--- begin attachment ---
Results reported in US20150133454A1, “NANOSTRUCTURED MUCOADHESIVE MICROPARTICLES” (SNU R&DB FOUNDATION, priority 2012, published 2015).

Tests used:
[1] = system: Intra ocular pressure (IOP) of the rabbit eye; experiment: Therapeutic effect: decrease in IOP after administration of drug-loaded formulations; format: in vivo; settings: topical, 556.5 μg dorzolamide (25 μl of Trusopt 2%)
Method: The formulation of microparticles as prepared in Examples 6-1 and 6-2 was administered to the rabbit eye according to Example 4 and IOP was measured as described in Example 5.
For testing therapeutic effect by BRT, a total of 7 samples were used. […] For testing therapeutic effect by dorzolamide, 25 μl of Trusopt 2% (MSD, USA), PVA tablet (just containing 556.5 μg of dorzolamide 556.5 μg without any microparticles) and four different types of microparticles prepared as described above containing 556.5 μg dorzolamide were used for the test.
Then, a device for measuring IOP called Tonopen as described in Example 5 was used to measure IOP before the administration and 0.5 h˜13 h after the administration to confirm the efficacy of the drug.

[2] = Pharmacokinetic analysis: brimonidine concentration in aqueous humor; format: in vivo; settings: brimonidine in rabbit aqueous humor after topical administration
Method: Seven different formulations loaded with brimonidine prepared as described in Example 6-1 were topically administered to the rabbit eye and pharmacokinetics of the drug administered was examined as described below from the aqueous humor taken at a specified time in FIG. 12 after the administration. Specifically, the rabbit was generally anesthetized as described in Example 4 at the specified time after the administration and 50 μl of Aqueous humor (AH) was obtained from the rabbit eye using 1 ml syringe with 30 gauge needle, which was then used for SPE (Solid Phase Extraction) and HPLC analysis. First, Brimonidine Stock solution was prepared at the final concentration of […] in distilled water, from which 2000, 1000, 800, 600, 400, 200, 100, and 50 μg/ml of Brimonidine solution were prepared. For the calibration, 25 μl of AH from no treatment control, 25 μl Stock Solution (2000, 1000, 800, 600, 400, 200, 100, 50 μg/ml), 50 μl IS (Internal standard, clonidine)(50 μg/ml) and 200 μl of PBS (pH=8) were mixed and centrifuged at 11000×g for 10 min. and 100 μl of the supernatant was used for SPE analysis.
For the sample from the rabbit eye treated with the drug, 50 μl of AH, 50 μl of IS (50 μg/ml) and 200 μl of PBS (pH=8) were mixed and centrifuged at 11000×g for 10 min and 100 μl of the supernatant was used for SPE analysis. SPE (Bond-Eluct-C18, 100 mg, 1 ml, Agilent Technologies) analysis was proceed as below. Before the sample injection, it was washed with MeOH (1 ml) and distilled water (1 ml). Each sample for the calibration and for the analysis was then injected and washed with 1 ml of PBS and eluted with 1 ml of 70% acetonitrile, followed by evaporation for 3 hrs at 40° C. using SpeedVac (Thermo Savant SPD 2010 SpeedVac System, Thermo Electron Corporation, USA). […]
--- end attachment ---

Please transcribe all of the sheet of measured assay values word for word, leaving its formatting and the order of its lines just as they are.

Results reported in US20150133454A1, “NANOSTRUCTURED MUCOADHESIVE MICROPARTICLES” (SNU R&DB FOUNDATION, priority 2012, published 2015).

Tests used:
[1] = system: Intra ocular pressure (IOP) of the rabbit eye; experiment: Therapeutic effect: decrease in IOP after administration of drug-loaded formulations; format: in vivo; settings: topical, 556.5 μg dorzolamide (25 μl of Trusopt 2%)
Method: The formulation of microparticles as prepared in Examples 6-1 and 6-2 was administered to the rabbit eye according to Example 4 and IOP was measured as described in Example 5.
For testing therapeutic effect by BRT, a total of 7 samples were used. […] For testing therapeutic effect by dorzolamide, 25 μl of Trusopt 2% (MSD, USA), PVA tablet (just containing 556.5 μg of dorzolamide 556.5 μg without any microparticles) and four different types of microparticles prepared as described above containing 556.5 μg dorzolamide were used for the test.
Then, a device for measuring IOP called Tonopen as described in Example 5 was used to measure IOP before the administration and 0.5 h˜13 h after the administration to confirm the efficacy of the drug.

[2] = Pharmacokinetic analysis: brimonidine concentration in aqueous humor; format: in vivo; settings: brimonidine in rabbit aqueous humor after topical administration
Method: Seven different formulations loaded with brimonidine prepared as described in Example 6-1 were topically administered to the rabbit eye and pharmacokinetics of the drug administered was examined as described below from the aqueous humor taken at a specified time in FIG. 12 after the administration. Specifically, the rabbit was generally anesthetized as described in Example 4 at the specified time after the administration and 50 μl of Aqueous humor (AH) was obtained from the rabbit eye using 1 ml syringe with 30 gauge needle, which was then used for SPE (Solid Phase Extraction) and HPLC analysis. First, Brimonidine Stock solution was prepared at the final concentration of […] in distilled water, from which 2000, 1000, 800, 600, 400, 200, 100, and 50 μg/ml of Brimonidine solution were prepared. For the calibration, 25 μl of AH from no treatment control, 25 μl Stock Solution (2000, 1000, 800, 600, 400, 200, 100, 50 μg/ml), 50 μl IS (Internal standard, clonidine)(50 μg/ml) and 200 μl of PBS (pH=8) were mixed and centrifuged at 11000×g for 10 min. and 100 μl of the supernatant was used for SPE analysis.
For the sample from the rabbit eye treated with the drug, 50 μl of AH, 50 μl of IS (50 μg/ml) and 200 μl of PBS (pH=8) were mixed and centrifuged at 11000×g for 10 min and 100 μl of the supernatant was used for SPE analysis. SPE (Bond-Eluct-C18, 100 mg, 1 ml, Agilent Technologies) analysis was proceed as below. Before the sample injection, it was washed with MeOH (1 ml) and distilled water (1 ml). Each sample for the calibration and for the analysis was then injected and washed with 1 ml of PBS and eluted with 1 ml of 70% acetonitrile, followed by evaporation for 3 hrs at 40° C. using SpeedVac (Thermo Savant SPD 2010 SpeedVac System, Thermo Electron Corporation, USA). […]